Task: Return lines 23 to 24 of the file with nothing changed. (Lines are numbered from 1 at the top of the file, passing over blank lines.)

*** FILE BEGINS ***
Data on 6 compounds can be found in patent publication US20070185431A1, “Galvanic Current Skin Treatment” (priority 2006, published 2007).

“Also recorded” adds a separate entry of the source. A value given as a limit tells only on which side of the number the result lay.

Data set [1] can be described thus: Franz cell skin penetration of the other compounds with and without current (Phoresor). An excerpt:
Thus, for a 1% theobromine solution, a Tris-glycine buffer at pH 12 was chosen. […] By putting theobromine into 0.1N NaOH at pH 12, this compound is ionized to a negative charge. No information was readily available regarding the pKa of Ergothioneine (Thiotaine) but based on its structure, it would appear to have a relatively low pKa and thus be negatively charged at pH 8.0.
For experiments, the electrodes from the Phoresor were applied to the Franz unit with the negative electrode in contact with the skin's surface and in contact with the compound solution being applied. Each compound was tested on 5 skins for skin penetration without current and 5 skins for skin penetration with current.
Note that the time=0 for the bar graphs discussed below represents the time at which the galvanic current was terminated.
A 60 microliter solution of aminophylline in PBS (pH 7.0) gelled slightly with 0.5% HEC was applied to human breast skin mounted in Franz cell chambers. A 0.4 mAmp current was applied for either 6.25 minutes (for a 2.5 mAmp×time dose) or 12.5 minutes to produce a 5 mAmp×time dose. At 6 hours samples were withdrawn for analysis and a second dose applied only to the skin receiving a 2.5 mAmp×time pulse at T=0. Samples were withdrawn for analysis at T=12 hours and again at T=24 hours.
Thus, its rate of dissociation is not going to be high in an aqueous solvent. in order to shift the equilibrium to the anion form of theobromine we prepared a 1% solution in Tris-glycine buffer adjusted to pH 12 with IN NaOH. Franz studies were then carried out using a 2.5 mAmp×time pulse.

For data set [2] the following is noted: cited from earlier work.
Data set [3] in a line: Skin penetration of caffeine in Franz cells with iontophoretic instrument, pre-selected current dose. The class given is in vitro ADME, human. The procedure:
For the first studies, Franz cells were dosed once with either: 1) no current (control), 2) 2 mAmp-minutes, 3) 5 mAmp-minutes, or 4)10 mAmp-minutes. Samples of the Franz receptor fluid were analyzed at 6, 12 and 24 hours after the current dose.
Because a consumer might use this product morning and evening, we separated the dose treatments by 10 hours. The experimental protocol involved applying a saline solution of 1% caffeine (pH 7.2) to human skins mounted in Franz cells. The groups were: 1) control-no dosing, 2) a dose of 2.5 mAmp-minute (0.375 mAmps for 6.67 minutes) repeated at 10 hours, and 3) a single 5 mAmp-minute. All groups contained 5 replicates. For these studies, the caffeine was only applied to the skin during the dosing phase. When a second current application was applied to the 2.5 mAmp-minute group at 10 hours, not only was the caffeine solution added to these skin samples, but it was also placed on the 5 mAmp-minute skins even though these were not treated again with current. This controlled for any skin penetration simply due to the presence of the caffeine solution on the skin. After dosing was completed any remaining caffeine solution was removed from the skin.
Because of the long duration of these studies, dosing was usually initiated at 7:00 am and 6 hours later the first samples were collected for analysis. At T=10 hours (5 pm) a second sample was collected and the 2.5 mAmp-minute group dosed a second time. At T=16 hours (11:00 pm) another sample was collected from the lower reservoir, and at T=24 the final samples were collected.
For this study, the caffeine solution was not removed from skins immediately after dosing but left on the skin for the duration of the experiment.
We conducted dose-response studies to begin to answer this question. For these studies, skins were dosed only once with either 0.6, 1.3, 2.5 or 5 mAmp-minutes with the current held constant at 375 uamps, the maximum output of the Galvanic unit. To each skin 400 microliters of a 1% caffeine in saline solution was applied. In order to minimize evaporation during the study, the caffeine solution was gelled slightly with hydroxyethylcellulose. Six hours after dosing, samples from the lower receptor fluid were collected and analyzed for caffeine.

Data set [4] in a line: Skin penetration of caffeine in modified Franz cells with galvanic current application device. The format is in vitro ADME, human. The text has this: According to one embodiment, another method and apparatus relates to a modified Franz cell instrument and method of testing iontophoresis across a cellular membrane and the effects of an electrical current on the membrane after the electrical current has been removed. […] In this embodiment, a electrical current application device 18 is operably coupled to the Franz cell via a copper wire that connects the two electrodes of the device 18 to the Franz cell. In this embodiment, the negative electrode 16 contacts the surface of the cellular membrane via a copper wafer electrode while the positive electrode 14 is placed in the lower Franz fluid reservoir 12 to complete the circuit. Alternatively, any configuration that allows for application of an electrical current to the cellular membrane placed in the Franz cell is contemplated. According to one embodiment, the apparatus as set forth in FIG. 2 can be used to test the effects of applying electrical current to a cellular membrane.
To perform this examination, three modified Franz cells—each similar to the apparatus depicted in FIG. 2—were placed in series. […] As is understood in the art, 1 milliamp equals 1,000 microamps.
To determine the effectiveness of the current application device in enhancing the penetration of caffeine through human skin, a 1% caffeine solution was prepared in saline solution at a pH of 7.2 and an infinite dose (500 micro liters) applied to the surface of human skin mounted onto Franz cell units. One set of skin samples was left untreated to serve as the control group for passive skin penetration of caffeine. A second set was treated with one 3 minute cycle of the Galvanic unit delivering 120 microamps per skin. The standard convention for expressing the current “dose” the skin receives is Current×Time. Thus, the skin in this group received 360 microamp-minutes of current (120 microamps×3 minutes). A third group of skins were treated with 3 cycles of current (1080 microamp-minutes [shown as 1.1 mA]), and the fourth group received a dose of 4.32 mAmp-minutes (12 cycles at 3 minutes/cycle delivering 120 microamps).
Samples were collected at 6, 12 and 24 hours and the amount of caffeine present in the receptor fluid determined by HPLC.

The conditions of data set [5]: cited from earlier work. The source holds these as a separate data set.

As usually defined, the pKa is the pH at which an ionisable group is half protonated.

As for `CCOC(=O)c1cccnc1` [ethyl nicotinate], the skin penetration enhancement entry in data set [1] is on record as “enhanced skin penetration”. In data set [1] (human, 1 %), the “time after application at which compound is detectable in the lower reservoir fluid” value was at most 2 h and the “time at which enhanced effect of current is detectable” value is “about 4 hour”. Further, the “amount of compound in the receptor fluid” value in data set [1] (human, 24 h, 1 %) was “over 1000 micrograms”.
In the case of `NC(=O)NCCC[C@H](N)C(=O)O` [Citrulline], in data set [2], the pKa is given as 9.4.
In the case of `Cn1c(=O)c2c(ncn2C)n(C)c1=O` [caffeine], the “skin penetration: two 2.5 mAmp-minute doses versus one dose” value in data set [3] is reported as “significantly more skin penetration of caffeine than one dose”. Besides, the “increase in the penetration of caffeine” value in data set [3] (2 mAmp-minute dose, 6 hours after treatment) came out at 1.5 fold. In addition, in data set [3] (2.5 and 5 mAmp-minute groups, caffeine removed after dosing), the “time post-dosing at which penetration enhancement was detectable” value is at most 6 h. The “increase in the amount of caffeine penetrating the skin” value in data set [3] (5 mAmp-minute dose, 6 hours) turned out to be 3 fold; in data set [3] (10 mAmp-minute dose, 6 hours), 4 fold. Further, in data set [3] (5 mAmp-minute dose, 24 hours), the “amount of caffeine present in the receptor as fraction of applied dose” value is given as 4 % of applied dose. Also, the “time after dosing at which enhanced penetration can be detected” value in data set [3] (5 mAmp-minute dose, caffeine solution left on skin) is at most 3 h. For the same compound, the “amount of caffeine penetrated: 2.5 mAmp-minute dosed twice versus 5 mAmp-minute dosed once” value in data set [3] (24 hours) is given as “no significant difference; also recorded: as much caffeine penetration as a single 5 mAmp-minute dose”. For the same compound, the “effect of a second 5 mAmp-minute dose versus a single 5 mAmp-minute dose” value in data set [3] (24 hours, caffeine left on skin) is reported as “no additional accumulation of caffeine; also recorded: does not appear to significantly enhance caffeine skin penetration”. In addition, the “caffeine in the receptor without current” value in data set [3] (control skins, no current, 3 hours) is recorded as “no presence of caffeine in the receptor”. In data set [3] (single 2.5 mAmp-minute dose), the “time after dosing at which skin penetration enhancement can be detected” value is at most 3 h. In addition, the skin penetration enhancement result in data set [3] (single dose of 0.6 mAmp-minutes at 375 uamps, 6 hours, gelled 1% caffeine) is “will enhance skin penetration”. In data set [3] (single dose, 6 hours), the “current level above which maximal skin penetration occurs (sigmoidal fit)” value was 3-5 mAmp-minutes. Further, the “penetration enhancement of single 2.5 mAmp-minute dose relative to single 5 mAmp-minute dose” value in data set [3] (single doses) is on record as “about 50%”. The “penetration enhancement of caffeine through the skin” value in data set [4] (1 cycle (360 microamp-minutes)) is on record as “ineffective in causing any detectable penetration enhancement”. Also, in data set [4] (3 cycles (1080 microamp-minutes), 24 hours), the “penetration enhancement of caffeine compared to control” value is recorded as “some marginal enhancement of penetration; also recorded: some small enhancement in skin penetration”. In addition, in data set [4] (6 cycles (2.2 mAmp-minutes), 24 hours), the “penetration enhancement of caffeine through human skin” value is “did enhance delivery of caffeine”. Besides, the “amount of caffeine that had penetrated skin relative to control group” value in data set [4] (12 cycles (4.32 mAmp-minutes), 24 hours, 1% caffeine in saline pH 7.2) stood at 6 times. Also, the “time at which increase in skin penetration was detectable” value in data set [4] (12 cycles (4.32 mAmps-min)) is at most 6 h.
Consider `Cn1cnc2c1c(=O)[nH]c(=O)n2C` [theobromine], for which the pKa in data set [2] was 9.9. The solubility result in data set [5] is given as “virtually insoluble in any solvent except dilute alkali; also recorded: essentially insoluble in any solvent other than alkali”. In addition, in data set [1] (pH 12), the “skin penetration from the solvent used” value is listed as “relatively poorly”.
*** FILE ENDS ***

In the case of `NC(=O)NCCC[C@H](N)C(=O)O` [Citrulline], in data set [2], the pKa is given as 9.4.
In the case of `Cn1c(=O)c2c(ncn2C)n(C)c1=O` [caffeine], the “skin penetration: two 2.5 mAmp-minute doses versus one dose” value in data set [3] is reported as “significantly more skin penetration of caffeine than one dose”. Besides, the “increase in the penetration of caffeine” value in data set [3] (2 mAmp-minute dose, 6 hours after treatment) came out at 1.5 fold. In addition, in data set [3] (2.5 and 5 mAmp-minute groups, caffeine removed after dosing), the “time post-dosing at which penetration enhancement was detectable” value is at most 6 h. The “increase in the amount of caffeine penetrating the skin” value in data set [3] (5 mAmp-minute dose, 6 hours) turned out to be 3 fold; in data set [3] (10 mAmp-minute dose, 6 hours), 4 fold. Further, in data set [3] (5 mAmp-minute dose, 24 hours), the “amount of caffeine present in the receptor as fraction of applied dose” value is given as 4 % of applied dose. Also, the “time after dosing at which enhanced penetration can be detected” value in data set [3] (5 mAmp-minute dose, caffeine solution left on skin) is at most 3 h. For the same compound, the “amount of caffeine penetrated: 2.5 mAmp-minute dosed twice versus 5 mAmp-minute dosed once” value in data set [3] (24 hours) is given as “no significant difference; also recorded: as much caffeine penetration as a single 5 mAmp-minute dose”. For the same compound, the “effect of a second 5 mAmp-minute dose versus a single 5 mAmp-minute dose” value in data set [3] (24 hours, caffeine left on skin) is reported as “no additional accumulation of caffeine; also recorded: does not appear to significantly enhance caffeine skin penetration”. In addition, the “caffeine in the receptor without current” value in data set [3] (control skins, no current, 3 hours) is recorded as “no presence of caffeine in the receptor”. In data set [3] (single 2.5 mAmp-minute dose), the “time after dosing at which skin penetration enhancement can be detected” value is at most 3 h. In addition, the skin penetration enhancement result in data set [3] (single dose of 0.6 mAmp-minutes at 375 uamps, 6 hours, gelled 1% caffeine) is “will enhance skin penetration”. In data set [3] (single dose, 6 hours), the “current level above which maximal skin penetration occurs (sigmoidal fit)” value was 3-5 mAmp-minutes. Further, the “penetration enhancement of single 2.5 mAmp-minute dose relative to single 5 mAmp-minute dose” value in data set [3] (single doses) is on record as “about 50%”. The “penetration enhancement of caffeine through the skin” value in data set [4] (1 cycle (360 microamp-minutes)) is on record as “ineffective in causing any detectable penetration enhancement”. Also, in data set [4] (3 cycles (1080 microamp-minutes), 24 hours), the “penetration enhancement of caffeine compared to control” value is recorded as “some marginal enhancement of penetration; also recorded: some small enhancement in skin penetration”. In addition, in data set [4] (6 cycles (2.2 mAmp-minutes), 24 hours), the “penetration enhancement of caffeine through human skin” value is “did enhance delivery of caffeine”. Besides, the “amount of caffeine that had penetrated skin relative to control group” value in data set [4] (12 cycles (4.32 mAmp-minutes), 24 hours, 1% caffeine in saline pH 7.2) stood at 6 times. Also, the “time at which increase in skin penetration was detectable” value in data set [4] (12 cycles (4.32 mAmps-min)) is at most 6 h.